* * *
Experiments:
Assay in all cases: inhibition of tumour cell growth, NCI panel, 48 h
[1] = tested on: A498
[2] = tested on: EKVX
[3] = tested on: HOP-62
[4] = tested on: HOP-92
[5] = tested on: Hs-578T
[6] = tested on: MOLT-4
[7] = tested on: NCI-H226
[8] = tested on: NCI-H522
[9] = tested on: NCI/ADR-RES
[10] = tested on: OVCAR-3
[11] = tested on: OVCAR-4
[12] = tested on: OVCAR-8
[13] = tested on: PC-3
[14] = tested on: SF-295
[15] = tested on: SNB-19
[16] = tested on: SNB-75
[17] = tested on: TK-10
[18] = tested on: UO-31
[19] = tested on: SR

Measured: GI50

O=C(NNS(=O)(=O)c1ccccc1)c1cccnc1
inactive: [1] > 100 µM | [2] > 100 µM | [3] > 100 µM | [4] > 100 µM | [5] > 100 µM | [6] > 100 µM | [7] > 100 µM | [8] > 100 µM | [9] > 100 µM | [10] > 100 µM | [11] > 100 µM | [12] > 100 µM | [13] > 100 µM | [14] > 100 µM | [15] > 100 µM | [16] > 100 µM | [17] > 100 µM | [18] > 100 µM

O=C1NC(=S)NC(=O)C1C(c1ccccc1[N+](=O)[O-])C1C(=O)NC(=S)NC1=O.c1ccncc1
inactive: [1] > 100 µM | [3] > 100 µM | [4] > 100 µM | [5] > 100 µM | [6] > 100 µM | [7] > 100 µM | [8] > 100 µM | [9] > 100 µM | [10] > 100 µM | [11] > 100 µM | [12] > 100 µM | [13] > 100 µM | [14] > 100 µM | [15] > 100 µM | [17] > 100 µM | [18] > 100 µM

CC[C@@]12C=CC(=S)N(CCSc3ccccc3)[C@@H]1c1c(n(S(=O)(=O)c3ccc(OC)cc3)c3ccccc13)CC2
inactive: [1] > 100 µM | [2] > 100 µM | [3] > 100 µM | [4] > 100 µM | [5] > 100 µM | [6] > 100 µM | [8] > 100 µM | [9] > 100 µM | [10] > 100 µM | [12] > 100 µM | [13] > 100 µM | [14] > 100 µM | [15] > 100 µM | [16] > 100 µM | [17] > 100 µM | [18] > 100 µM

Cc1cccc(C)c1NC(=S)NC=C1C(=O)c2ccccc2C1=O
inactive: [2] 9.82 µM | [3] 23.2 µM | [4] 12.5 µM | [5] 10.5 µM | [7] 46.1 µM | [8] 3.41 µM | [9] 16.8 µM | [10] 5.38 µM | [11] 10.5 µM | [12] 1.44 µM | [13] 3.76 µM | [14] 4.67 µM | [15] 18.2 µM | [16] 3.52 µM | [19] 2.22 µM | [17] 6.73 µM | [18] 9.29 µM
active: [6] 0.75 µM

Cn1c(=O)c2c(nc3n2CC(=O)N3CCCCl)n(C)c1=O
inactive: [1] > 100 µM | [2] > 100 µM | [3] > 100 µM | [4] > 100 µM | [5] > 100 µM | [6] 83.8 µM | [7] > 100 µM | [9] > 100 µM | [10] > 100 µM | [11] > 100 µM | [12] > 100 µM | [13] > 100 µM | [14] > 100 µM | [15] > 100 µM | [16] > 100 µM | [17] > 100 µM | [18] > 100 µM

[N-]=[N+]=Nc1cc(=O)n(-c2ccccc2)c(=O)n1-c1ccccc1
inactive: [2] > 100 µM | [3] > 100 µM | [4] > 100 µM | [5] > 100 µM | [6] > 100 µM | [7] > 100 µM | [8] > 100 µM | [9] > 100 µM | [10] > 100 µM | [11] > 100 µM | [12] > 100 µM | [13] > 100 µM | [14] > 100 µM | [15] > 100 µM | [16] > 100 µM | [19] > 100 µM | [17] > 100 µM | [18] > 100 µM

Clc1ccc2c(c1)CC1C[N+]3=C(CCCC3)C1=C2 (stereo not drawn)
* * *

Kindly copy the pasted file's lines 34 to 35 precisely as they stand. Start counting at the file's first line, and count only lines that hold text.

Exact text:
[N-]=[N+]=Nc1cc(=O)n(-c2ccccc2)c(=O)n1-c1ccccc1
inactive: [2] > 100 µM | [3] > 100 µM | [4] > 100 µM | [5] > 100 µM | [6] > 100 µM | [7] > 100 µM | [8] > 100 µM | [9] > 100 µM | [10] > 100 µM | [11] > 100 µM | [12] > 100 µM | [13] > 100 µM | [14] > 100 µM | [15] > 100 µM | [16] > 100 µM | [19] > 100 µM | [17] > 100 µM | [18] > 100 µM